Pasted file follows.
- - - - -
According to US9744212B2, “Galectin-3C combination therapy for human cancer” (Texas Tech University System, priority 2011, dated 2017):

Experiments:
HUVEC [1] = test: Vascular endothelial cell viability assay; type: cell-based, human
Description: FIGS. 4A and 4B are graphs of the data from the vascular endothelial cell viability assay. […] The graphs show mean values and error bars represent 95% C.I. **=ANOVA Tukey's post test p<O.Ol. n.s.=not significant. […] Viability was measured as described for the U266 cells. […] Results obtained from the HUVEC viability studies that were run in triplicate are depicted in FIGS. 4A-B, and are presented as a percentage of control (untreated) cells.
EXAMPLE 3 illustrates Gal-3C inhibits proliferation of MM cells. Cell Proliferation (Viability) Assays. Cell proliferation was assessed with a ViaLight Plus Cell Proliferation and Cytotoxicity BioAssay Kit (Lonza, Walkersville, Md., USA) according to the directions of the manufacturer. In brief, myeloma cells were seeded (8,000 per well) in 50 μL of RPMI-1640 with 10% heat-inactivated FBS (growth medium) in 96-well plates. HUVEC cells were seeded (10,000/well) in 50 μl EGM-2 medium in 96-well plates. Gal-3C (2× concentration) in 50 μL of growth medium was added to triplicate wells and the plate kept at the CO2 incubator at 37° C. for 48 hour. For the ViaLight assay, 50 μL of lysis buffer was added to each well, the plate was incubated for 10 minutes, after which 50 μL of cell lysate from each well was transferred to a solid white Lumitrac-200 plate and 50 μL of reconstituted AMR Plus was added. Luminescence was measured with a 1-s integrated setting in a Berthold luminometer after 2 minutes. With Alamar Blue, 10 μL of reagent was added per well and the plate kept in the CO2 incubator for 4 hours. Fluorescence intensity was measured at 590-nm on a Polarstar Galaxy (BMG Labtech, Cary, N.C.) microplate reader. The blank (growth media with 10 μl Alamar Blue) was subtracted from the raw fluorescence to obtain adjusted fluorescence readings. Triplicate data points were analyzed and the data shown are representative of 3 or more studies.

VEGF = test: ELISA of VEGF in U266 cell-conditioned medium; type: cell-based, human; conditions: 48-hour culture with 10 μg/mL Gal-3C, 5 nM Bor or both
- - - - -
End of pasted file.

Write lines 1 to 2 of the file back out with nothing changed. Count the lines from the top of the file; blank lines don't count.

According to US9744212B2, “Galectin-3C combination therapy for human cancer” (Texas Tech University System, priority 2011, dated 2017):

Experiments: